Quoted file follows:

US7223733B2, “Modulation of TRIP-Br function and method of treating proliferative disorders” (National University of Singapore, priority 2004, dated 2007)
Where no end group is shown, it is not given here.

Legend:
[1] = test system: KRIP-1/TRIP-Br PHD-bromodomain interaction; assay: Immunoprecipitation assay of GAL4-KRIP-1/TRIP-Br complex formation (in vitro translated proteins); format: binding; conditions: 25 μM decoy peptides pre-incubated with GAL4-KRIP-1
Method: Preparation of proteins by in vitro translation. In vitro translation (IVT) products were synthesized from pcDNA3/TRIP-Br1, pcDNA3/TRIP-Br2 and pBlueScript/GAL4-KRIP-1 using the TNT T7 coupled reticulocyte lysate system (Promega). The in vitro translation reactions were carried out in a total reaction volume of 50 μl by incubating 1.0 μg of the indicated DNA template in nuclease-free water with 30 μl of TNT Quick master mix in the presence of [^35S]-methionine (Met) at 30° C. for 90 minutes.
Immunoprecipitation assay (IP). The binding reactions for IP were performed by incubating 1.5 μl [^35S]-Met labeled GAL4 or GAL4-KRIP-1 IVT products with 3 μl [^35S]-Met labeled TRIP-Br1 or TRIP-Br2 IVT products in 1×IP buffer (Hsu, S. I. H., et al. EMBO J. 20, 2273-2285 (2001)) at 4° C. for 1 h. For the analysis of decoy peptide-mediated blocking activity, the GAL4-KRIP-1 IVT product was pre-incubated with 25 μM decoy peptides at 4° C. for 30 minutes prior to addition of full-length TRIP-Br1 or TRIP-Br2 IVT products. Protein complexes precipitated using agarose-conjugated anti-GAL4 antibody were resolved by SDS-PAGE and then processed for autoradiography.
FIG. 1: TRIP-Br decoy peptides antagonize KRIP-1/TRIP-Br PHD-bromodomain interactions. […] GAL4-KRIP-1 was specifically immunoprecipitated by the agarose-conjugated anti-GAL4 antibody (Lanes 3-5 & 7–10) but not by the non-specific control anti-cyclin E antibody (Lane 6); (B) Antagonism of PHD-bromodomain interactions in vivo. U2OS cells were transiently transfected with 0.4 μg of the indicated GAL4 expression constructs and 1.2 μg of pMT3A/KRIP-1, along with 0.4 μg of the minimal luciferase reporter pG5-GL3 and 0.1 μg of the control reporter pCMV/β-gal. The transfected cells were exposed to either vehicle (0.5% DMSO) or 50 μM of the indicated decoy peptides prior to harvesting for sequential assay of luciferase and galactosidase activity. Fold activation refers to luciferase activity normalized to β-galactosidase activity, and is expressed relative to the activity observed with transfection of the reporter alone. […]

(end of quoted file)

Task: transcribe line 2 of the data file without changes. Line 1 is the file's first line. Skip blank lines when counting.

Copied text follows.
Where no end group is shown, it is not given here.